In October 2018, two research projects – Expertise Under Pressure and Giving Voice to Digital Democracies: The Social Impact of Artificially Intelligent Communications Technology – joined the Centre for the Humanities and Social Change, Cambridge.
We are delighted to welcome Dr Cléo Chassonnery-Zaïgouche, Research Associate on Expertise Under Pressure, to the Centre and asked about her hopes for the project.
Q. Dr Chassonnery-Zaïgouche, which aspect of Expertise Under Pressure do you find most exciting?
I was attracted to the project by its interdisciplinary outlook. Expertise is a frontier-object. It has always been uncomfortable for me to study it from only one disciplinary angle. That’s why it is really exciting to work with a team coming from different backgrounds, disciplines and intellectual traditions. As an historian, the fact that the project adopts both a descriptive and analytical, but also a normative and practical perspective is challenging but also really stimulating.
Q. How does your own area of interest relate to the project’s primary research questions?
I am broadly interested in the practical consequences of ideas. Are social scientists influential? How could we characterise this influence? In other words, do ideas change the world? I work more specifically on social scientists’ expertise in the legal arena. In this context, the temporality and translation of expertise, from academia to the courtrooms, as well as the ambivalence and responsibility of those who provide it, has been fiercely debated and, to some extent, formally codified. Historical analysis offers insights into failures and successes of influence. History also helps to uncover the practical consequences of the type of knowledge that gains attention, especially when implemented via socio-economic devices such as measurements, indicators or decision models.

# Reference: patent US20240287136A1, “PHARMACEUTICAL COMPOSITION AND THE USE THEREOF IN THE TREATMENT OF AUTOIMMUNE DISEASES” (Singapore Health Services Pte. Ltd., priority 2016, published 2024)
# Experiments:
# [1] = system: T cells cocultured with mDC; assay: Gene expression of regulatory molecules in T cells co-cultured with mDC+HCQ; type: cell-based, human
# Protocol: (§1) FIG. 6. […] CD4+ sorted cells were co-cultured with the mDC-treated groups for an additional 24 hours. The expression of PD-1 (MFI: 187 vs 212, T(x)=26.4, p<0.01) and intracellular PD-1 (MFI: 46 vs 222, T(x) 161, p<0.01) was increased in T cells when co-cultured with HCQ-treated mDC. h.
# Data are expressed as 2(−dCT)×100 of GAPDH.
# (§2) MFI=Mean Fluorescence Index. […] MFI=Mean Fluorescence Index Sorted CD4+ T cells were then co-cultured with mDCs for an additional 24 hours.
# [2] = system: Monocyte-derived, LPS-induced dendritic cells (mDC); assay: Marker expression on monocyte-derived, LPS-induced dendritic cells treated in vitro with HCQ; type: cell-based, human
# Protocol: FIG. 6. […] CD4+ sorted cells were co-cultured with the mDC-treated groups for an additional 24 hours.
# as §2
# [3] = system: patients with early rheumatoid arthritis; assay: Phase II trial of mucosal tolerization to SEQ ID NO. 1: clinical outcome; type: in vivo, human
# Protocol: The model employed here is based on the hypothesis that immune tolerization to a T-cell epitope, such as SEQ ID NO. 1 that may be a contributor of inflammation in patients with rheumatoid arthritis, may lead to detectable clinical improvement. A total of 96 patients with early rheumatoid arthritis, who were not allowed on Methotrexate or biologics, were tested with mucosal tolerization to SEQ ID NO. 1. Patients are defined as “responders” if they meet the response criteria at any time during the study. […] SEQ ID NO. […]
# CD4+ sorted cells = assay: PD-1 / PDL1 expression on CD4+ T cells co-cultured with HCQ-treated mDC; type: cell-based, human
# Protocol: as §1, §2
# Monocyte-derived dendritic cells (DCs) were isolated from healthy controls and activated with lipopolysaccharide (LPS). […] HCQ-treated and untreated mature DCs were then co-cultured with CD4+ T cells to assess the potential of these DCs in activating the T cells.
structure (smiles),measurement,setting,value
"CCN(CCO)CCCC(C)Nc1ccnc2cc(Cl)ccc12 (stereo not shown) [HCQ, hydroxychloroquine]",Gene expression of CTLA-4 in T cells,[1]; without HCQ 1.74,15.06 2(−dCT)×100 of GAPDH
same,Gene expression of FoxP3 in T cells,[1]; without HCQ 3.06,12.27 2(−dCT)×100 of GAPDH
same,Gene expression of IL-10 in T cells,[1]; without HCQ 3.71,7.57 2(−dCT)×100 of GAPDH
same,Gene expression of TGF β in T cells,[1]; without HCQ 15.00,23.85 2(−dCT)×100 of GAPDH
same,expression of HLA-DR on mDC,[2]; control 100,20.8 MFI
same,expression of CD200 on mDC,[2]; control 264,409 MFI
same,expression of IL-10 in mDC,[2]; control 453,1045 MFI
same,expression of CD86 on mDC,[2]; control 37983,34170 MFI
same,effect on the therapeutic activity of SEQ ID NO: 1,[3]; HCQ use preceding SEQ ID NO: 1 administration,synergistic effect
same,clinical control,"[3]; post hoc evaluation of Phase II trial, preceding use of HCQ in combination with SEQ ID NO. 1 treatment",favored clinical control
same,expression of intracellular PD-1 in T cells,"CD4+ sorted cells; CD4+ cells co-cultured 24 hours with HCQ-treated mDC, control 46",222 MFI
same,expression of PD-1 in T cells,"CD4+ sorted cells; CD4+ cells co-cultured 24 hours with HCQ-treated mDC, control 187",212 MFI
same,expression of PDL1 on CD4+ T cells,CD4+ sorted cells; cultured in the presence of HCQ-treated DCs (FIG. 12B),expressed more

Q. What are your hopes for the Centre for the Humanities and Social Change?
I hope the Centre will foster changes on how expertise is practiced, including expertise that develops within the center itself. Reflexivity is at the core of what humanities can contribute to the practical side of policymaking. I am looking forward to the creative alliances and knowledge dynamics that will emerge from the original institutional arrangement that the Centre creates.
From left to right: Robert Doubleday, Anna Alexandrova, Emily So, Michael Kenny
Meet the Expertise Under Pressure Team
• Dr Anna Alexandrova, Principal Investigator
• Professor Michael Kenny, Co-Investigator
• Dr Emily So, Co-Investigator
• Dr Robert Doubleday, Co-Investigator
• Hannah Baker, Research Associate
• Dr Federico Brandmayr, Research Associate
• Dr Cléo Chassonnery-Zaïgouche, Research Associate
The views, thoughts and opinions expressed on the CRASSH blog belong solely to the authors and do not represent the views of CRASSH or the University of Cambridge.